Tuesday, September 14, 2010

Progressive Patchwork: Eclectic and Eco-Aware Quilts!

Flint Handmade participated in the Flint Festival of Quilts on September 9, 10, and 11, 2010!

Our exhibition was called "Progressive Patchwork: Eclectic and Eco-Aware Quilts" and featured a mix of modern quilted pieces, including blankets, art quilts and aprons.  Many pieces were made from swapped, thrifted or recycled materials.  A variety of traditional and non-traditional materials in a wide array of colors, textures and patchwork styles were showcased in quilted form.

Check out the pics and descriptions from our exhibition guide!

1. Hip to Piece Squares by Sarah Minshall
Sarah Minshall sells her quilted pieces under the name Hip to Piece Squares. Find her on Etsy at http://www.sarahminshall.etsy.com/ or email her at sarahminshall@yahoo.com.

1a. Patchwork Lunch Sack Dots and Flowers (2010, RAFFLE ITEM)
“The lunch sack was made this summer. I have similar lunch sacks for sale for $35 on Etsy. I got the inspiration to make it because I couldn't find a reusable lunch bag to purchase in a store that I liked enough to buy."

NOTE: Congratulations to Mary (Raffle #2)!  She won the Patchwork Lunch Sack Raffle!

b. 1930’s Quilt (2010, $75)
“I had a small collection of reproduction prints that I really loved, and wanted to make a small quilt that really looked like it was made in the 1930's. The whole piece is make by hand--I pieced, quilted, and bound it without using my machine.”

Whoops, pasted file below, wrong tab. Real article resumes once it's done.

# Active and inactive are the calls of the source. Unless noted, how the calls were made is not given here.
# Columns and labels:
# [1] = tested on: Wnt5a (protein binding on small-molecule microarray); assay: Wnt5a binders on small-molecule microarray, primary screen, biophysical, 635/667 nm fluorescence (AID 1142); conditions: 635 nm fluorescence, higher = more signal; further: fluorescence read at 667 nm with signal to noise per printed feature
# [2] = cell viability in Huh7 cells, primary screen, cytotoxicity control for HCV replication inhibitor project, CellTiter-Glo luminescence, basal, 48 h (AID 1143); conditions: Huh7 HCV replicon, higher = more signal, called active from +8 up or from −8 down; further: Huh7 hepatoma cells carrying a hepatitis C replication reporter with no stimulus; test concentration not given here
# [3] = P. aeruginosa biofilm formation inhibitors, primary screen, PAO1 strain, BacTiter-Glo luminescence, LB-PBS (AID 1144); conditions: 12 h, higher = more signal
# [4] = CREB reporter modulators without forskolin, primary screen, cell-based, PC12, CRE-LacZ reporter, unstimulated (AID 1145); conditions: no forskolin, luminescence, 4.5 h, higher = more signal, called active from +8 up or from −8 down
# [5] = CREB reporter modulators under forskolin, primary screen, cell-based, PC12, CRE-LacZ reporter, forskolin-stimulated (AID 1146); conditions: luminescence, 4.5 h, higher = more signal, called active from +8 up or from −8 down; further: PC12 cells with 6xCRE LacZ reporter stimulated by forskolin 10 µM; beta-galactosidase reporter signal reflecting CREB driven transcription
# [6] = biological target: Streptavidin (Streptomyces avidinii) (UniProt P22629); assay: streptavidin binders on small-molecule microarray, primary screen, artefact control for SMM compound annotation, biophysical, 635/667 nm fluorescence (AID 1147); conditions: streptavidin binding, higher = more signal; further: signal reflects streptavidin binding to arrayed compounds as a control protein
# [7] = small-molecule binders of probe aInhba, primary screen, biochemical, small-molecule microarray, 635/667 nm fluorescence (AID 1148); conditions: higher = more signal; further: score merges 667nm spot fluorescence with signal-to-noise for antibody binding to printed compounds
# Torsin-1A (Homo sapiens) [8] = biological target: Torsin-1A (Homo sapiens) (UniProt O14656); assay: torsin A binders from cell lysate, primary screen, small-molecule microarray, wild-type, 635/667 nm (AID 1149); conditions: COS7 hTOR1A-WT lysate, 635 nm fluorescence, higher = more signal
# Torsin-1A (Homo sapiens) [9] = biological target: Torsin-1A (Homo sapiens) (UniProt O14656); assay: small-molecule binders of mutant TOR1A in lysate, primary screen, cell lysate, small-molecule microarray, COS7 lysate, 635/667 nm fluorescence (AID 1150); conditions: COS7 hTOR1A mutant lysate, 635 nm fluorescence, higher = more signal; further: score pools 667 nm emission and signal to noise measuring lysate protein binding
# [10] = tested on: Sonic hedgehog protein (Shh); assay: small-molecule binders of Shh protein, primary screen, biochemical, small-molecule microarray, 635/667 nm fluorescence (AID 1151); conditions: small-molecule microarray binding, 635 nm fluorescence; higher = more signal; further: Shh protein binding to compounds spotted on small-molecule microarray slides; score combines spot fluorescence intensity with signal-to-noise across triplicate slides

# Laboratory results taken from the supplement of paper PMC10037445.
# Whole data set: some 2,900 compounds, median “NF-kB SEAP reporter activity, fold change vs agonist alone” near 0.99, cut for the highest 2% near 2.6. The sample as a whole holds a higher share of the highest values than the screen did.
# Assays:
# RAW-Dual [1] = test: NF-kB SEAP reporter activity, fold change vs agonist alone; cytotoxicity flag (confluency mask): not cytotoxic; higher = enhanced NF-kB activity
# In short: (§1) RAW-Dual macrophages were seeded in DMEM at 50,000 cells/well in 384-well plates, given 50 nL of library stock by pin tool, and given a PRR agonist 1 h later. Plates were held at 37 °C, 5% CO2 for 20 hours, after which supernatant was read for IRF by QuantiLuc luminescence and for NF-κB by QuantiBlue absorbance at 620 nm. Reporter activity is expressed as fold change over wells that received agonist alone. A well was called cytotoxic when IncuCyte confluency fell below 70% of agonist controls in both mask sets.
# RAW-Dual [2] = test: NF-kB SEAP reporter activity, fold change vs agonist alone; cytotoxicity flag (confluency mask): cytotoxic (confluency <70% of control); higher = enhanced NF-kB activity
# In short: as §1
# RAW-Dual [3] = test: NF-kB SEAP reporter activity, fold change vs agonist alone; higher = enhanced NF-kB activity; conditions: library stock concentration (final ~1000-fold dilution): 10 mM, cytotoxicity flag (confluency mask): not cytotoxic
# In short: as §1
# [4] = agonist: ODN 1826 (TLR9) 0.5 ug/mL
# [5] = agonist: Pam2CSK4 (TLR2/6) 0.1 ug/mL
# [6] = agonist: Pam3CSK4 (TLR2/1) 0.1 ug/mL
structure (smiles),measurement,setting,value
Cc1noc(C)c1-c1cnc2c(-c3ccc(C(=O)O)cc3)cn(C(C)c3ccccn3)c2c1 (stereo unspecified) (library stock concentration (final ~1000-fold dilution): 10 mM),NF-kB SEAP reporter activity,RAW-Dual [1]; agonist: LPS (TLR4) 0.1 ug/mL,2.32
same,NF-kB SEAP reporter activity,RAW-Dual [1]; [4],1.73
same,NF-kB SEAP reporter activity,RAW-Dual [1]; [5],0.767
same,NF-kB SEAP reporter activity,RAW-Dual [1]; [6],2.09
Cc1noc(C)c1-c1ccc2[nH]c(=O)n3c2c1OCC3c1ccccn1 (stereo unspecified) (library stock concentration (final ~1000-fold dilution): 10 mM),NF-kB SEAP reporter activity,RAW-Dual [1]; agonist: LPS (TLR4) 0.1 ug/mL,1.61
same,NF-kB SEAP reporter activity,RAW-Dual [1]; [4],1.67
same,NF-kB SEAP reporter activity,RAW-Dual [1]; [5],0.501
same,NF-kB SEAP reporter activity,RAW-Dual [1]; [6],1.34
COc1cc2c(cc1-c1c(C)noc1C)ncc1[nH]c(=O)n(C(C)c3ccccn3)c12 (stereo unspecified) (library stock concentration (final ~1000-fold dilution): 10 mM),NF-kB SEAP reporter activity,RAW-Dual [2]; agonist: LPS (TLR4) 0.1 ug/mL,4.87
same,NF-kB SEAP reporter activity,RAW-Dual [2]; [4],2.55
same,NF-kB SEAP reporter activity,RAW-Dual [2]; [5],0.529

2. Upcycled Quilted Fabric Art by Sarah Richter
Sarah Richter provided two pieces of upcycled quilted fabric art. She sells her crocheted and fabric items under the name yarnscratch. You can reach her at ms.sarah.mascara@gmail.com.

2a. Recycled Wool Sweater Pillow (2010, $35)
“I received a book at one of Flint Handmade's craft supply swaps that is about recycling wool sweaters into various new items. Christmas ornaments and stockings, hats, bags, pincushions, and pillows, just to name a few. This is my take on their patchwork pillow idea. I love making crafts that I know will be used and I doubly love making crafts that double as unique gifts. This is the third pillow in a series I've been working on. The other two have already been gifted away.”

2b. Flowered and Embroidered Sewing Machine Cover (2010, NFS)
“I bought a sewing machine a few years ago but never got around to buying a case for it. I sometimes wished that I would have, seeing as how there are two pairs of tiny hands who like to get into everything of mine I use for crafting! When I did start looking into buying a case or a cover, everything was boring me to tears so I decided to make my own. I started with the sampler square, which is an iron on pattern from Sublime Stitching (a great independent company! if you haven't heard of them, look them up!) and just worked around that. I had stitched up the sampler months ago and then was at a loss as to what should be done with it...until I decided to make my own sewing machine cover, that is.